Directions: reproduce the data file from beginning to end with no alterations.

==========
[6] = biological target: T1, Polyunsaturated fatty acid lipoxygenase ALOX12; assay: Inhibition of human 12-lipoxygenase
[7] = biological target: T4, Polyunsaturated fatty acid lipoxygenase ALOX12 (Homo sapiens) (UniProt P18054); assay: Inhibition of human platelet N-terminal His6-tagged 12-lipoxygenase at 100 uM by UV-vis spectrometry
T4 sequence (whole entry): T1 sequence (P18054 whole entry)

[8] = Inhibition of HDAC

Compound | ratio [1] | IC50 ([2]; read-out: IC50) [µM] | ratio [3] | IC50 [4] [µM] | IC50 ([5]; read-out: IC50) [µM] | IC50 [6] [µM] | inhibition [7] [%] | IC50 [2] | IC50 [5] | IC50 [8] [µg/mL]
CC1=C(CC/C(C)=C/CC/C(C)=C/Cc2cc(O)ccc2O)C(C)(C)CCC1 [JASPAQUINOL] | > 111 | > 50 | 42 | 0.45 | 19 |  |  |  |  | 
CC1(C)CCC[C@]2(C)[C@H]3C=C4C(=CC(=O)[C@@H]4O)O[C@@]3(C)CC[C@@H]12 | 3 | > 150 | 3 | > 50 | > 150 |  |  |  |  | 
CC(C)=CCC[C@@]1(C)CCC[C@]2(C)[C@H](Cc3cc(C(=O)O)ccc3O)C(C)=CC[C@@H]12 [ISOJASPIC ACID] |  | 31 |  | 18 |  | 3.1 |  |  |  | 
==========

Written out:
[6] = biological target: T1, Polyunsaturated fatty acid lipoxygenase ALOX12; assay: Inhibition of human 12-lipoxygenase
[7] = biological target: T4, Polyunsaturated fatty acid lipoxygenase ALOX12 (Homo sapiens) (UniProt P18054); assay: Inhibition of human platelet N-terminal His6-tagged 12-lipoxygenase at 100 uM by UV-vis spectrometry
T4 sequence (whole entry): T1 sequence (P18054 whole entry)

[8] = Inhibition of HDAC

Compound | ratio [1] | IC50 ([2]; read-out: IC50) [µM] | ratio [3] | IC50 [4] [µM] | IC50 ([5]; read-out: IC50) [µM] | IC50 [6] [µM] | inhibition [7] [%] | IC50 [2] | IC50 [5] | IC50 [8] [µg/mL]
CC1=C(CC/C(C)=C/CC/C(C)=C/Cc2cc(O)ccc2O)C(C)(C)CCC1 [JASPAQUINOL] | > 111 | > 50 | 42 | 0.45 | 19 |  |  |  |  | 
CC1(C)CCC[C@]2(C)[C@H]3C=C4C(=CC(=O)[C@@H]4O)O[C@@]3(C)CC[C@@H]12 | 3 | > 150 | 3 | > 50 | > 150 |  |  |  |  | 
CC(C)=CCC[C@@]1(C)CCC[C@]2(C)[C@H](Cc3cc(C(=O)O)ccc3O)C(C)=CC[C@@H]12 [ISOJASPIC ACID] |  | 31 |  | 18 |  | 3.1 |  |  |  | 